Disneyland: A Modern Day Immersive Parable
Faith and the Magic Kingdom started in July, 2010. Since then, there have been 25 posts relating to Disneyland and the lessons we can glean from The Happiest Place on Earth. Today’s post is #26, and so with this one, we are going to press pause on looking at specific examples, and look at why we’re doing this at all. What value does this have?
I just heard this past Sunday in church that “God is a God of visual aids.” When Jesus told people what God is like, or what Heaven is like, He said things like, “Look at the birds…. Look at the flowers…. Let me tell you a story.” Jesus spoke in parables, tying in what His audience saw and heard every day with spiritual truth that may be difficult for them to grasp.
Disneyland is all about story. Every land tells a story. Every attraction tells a story. Some of stories are obvious. Some are hidden, but still there. The areas open to guests is called “on stage”, while the areas only for Cast Members is called “back stage”. One thing Walt Disney was among the best at doing was making movies, and Disneyland is the ultimate, immersive, interactive “movie.” It is, as we saw in a previous post, Immersion Towards Interesting Illusion. It is one huge narrative, and like all narratives, it contains lessons, examples, reminders, and warnings.
God is a God of story, and using those stories to teach, encourage, and even rebuke.
“Now these things occurred as examplesto keep us from setting our
hearts on evil things as they did. … These things happened to them as
examples and were written down as warnings for us, on whom the
fulfillment of the ages has come.” (I Corinthians 10:6-11)
“Jesus spoke all these things to the crowd in parables; he did not say anything to them without using a parable. So was fulfilled what was spoken through the prophet:
‘I will open my mouth in parables,
I will utter things hidden since the creation of the world.’” (Matthew 13:34-35)
“With many similar parables Jesus spoke the word to them, as much as they could understand.” (Mark 4:33)
As we’ve seen—and will continue to see—we can use Disneyland as an allegory for aspects of the Christian life. Tens (if not hundreds) of millions of people are familiar with Disneyland to one degree or another. Childhood memories, special events, memories as parents, and more are all closely tied to Disneyland. That familiarity will provide a hook for you to hang the other ideas on, so that they connect to you better.
Second, this is to serve as a reminder that the Christian faith isn’t something we compartmentalize. It’s not just a Sunday morning thing, or even a Sunday morning and Wednesday night thing. It’s all day, every day. Everywhere we go. Everything we do. If it can relate to Disneyland, it can relate anywhere, right?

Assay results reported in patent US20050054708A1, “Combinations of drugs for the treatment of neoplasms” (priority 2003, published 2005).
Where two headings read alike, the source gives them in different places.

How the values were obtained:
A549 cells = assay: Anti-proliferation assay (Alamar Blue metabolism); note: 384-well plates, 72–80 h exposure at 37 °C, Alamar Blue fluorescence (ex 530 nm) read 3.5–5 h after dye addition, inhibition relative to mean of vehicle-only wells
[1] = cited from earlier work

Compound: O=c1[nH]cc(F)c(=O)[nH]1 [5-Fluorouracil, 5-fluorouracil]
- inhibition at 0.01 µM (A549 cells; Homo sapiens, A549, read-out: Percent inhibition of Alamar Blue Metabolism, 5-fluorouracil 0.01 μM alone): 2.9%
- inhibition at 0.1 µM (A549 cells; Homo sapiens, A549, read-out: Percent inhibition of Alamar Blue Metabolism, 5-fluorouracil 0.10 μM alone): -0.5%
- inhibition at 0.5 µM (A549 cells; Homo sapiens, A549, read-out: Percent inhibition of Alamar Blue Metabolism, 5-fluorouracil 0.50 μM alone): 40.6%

Third, I know several of my readers work at Disneyland, have worked there, or will work there someday. I pray that this will help you feel as you work each day that you are working for the Lord. That as you go to work, you’ll be able to look around you and remember that God is with you there, and that your work there truly does honor Him.
Finally, I hope this will be able to serve as a springboard for conversations with your friends and family. The next time you go to Disneyland, or just drive by, or even see something about it, that it might trigger a reminder of what you’ve read here. And that reminder can maybe be used to start a non-threatening conversation with an unsaved friend, or as a word of encouragement or challenge to a Christian friend. This is a way to make some of the truths of Scripture accessible, and maybe more understandable. Think of it, if you will, as one big parable.
As always, an illustration breaks down if you push it too far. So, we’re be doing our best to not do that. If we venture off the “official” storyline, it’s OK. The illustration is in service to the Word of God and His desires, not the other way around.
Now, I’m not saying that Walt Disney or the company intended to put these messages and lessons in Disneyland. In fact, I know that promoting a Christian, or even explicitly religious message, was not Walt’s intention at all. His daughter, Diane Disney Miller, told one minister that there are no churches on Main Street at Disneyland because her father didn’t want to favor any particular denomination. On the other hand, he was a strongly religious man who truly believed that good would triumph over evil and that it was important to accept and help everyone even if they were very different from yourself.
Also, I’m not saying they’re not out to make money, and that most of what they do is for the purpose. After all, why do you think most of the locations on Main Street are shops, and that the largest one is on the right as you’re leaving? Why else would so many rides exit to merchandise locations?
Most movies, books, or even everyday life events don’t intend to have the messages we sometimes draw from them for illustrations, and every for-profit corporation wants (and needs) to make money. But that doesn’t mean that we can’t draw lessons and parallels from them, and use them as illustrations and metaphors, anyway.
That’s exactly what we’ve been doing here on Faith and the Magic Kingdom since July 2010, and what we will continue to do.